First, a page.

“I’d been hospitalized many times before,” says Karin. “The hospitals I had been to always told me I was just manic and having psychotic symptoms. I didn’t know any better so I just took the meds they gave me and once I felt safe again they released me.”
“There’s a widespread lack of education about this, combined with controversy and skepticism,” says Dr. Foote.
The numbers may be even higher as DID may affect five to twenty percent of people in psychiatric hospitals, many who have received other diagnoses. The incidence rates are even higher among sexual-abuse survivors, the majority women, and among individuals with chemical dependencies.
“Many people who have DID may function extremely well as mothers and wives, and even in high-level professions – so well so that no one around them may suspect their problem,” says Dr. Foote.
“It’s weird,” says Karin. “But to people who don’t know me, I look like a person who really has it together. I have worked hard over the years to hide my DID because I knew that few people understood it and I did not want to be ostracized.”
Veronica D. Abney, Ph.D., a licensed clinical social worker in the field for twenty-five years, agrees with Foote that DID is an illness not fully recognized.
DID is a disorder that develops in childhood between the ages of five and seven. Most people when they think of DID, known as multiple personality disorder until 1994 when the American Psychiatric Association’s manual changed the name to dissociative identity disorder, are reminded of the terrifying 1970’s novel Sybil that depicts the illness. The disorder begins with a horrific childhood history not diagnosed until adulthood. To develop DID, a person must have suffered severe, horrific child abuse whether physical, sexual, or emotional.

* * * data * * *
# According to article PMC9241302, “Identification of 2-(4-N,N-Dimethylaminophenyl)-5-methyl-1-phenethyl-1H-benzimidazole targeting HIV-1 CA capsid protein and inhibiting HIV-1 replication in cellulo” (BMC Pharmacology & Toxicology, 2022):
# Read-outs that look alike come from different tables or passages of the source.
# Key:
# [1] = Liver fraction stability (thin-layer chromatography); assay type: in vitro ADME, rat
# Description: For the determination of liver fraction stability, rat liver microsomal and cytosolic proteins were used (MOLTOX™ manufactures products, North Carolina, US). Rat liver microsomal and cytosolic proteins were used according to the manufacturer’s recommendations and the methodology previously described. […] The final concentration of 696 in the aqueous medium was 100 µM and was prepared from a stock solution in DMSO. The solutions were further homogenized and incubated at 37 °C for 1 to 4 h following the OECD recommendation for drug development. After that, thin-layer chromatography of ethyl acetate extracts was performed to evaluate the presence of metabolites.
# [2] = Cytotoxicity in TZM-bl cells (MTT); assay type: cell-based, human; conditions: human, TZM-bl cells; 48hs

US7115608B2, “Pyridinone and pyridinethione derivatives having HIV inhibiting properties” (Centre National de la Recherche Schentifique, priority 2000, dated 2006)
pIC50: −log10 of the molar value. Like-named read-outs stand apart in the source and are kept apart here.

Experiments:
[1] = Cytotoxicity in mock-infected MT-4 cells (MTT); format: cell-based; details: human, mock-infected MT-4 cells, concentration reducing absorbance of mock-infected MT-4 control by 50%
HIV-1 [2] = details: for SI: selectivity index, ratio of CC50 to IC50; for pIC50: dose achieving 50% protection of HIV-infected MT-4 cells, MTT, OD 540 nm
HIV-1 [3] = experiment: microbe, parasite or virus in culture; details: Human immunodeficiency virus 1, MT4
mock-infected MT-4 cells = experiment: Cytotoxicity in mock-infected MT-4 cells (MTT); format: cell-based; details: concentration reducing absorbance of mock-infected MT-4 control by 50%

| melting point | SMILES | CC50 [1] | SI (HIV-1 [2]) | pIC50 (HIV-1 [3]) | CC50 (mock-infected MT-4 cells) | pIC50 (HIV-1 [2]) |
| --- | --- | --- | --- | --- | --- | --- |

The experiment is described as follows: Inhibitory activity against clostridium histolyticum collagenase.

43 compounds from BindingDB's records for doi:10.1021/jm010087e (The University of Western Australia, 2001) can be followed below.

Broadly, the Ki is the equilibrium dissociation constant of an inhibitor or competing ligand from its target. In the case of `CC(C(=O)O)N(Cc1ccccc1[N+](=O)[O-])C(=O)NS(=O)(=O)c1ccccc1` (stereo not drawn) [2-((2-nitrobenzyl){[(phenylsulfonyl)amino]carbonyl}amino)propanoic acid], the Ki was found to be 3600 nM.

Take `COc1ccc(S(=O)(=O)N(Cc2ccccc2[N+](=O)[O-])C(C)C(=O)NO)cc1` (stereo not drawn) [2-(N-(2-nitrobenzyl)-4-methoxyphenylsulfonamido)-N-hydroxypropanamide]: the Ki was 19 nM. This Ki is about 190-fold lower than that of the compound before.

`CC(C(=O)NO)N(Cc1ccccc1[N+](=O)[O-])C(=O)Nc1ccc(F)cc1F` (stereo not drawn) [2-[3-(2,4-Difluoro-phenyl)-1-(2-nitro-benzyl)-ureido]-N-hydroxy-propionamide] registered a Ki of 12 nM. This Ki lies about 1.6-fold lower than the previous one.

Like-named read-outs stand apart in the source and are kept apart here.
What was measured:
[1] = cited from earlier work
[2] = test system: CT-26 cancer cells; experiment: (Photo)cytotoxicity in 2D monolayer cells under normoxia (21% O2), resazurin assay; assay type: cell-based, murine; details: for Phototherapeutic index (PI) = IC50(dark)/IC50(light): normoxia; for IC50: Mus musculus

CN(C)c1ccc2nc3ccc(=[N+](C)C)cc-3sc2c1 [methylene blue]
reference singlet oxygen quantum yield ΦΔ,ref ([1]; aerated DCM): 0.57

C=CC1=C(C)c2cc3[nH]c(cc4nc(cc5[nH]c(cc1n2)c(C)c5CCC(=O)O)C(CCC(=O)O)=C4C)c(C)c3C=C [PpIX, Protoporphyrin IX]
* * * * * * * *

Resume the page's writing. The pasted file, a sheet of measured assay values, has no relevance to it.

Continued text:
“DID develops in childhood” says Dr. Abney, “because a child doesn’t have a caretaker to soothe them. Kids have a limited repertoire of defense mechanisms. They “make believe” they’re different people.”
These “make believe” people become what is known as alters, insiders, or parts.
An adult coping and going through life carrying these experiences, these painful memories, may suddenly find “something” triggers the abuse. For example, a mother may first experience DID when she has a child the same age she was when she suffered such horrendous abuse.